Is Bariatric Surgery The Answer For You?
Losing Weight: The Challenge of a Lifetime
At first when I looked and saw the hubmob topic of the week this week, I thought it might be one I had to sit out. You see, anyone who knows me would know that I am the last person anyone should ask for advice on how to lose weight. But then I thought about the fact that since I was in my early 20s, I have subjected myself to so many diets it's not funny. At the end of the day none of these diets did me any good, and that's probably not a surprise to the people who actually know what they're talking about on the weight loss front. The problem is that diets don't work because there's a presumption that once you lose the desired amount of weight you can go "off" the diet, i.e. resume eating exactly the foods that made you fat in the first place.
What Has Worked For Me
About a year ago, my wife and I temporarily separated, not by choice but out of necessity. Suddenly my whole lifestyle changed, and one of the good consequences of the separation is that I lost weight. I lost it in part because when we separated, she got "custody" of our van, and I got custody of my sneakers - a great pair of shoes by Dr. Sholl's. These shoes cost me 30 bucks at Wal-Mart, and they were so comfortable I could go just about anywhere with them. And I did. I became a walking machine! I would walk an average of 7 to 10 miles a day, and the pounds started peeling off.
The other reason I lost weight is because when my wife and I were together, there was always a ton of food in the house. Much of it, I know, is not healthy, and that's where my downfall came. But when I was suddenly on my own, I couldn't afford to have that much junk food around. So I started making better choices in the food I bought. Yes, healthy food is more expensive than junk food, but when you consider the volume of junk food we were buying, cutting all that out of the food budget saved me a lot of money. For the first time in my adult life, I was exercising and eating a healthy diet, which is ideal for a Type II diabetic like me.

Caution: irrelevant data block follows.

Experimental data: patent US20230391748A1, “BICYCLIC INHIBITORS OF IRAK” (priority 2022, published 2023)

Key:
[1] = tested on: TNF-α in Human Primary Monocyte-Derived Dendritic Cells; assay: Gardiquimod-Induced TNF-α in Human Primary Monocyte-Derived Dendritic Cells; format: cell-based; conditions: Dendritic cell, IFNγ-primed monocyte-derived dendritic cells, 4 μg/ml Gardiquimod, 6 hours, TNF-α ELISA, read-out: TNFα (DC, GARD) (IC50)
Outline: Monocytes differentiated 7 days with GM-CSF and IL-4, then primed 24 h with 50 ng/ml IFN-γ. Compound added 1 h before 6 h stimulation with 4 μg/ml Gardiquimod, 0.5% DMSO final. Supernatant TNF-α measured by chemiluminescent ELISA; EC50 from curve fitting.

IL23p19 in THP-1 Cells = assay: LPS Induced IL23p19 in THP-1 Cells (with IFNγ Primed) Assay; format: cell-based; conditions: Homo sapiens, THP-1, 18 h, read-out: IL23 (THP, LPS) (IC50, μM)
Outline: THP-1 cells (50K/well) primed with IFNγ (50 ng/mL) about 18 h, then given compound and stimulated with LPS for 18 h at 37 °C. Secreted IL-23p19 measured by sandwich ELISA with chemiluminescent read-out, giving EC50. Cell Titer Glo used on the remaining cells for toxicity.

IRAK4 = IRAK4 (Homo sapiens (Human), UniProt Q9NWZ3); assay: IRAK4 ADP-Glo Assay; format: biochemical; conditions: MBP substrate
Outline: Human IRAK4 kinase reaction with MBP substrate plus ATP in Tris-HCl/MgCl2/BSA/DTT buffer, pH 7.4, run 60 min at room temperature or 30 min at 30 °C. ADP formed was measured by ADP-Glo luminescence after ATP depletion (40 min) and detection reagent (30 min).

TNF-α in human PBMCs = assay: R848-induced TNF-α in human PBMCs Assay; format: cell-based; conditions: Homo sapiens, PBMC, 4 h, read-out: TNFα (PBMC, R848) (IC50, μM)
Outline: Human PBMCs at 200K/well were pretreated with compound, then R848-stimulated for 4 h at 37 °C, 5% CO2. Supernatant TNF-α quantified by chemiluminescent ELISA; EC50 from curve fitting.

Sadly, the reason I know that this change in lifestyle is actually the cause of my weight loss (I lost nearly 60 pounds while separated) because as soon as I got back together with my wife, the pounds started coming back on. This has led me to make some drastic decisions for my future that I will address next.
The picture above came from the website of the group of surgeons I have chosen to have this procedure. It's called the Lap-Band procedure, and is an alternative to the Gastric Bypass Surgery, that involves stapling the stomach. The Lap-Band procedure works in a similar fashion to the Gastric Bypass, but differs in some important ways. For starters, the Lap-Band is adjustable, which means it can be removed or tightened depending upon the need. I suspect that the Gastric Bypass is also reversible, but it is a much more involved process to do so.
According to the Casco Bay Surgeons website, people who opt for the Lap-Band over the Gastric Bypass Surgery tend to lose weight more slowly. They estimate that a Lap-Band patient will lose 60% to 70% of their excess body weight within a 3 to 5 year period after surgery. So in my case, I weigh just under 400 pounds. My ideal weight is about 200 pounds, so I can expect to lose minimally 120 pounds in the next three years or so. One of the chief differences between this procedure and the gastric bypass is that after a period of time, gastric bypass patients have a tendency to put on weight, though not to the degree that they previously did. With the Lap-Band, because it is adjustable, patients can expect to lose weight over a longer period of time, which makes it plausible that in time, I could get back to my weight when I was 17.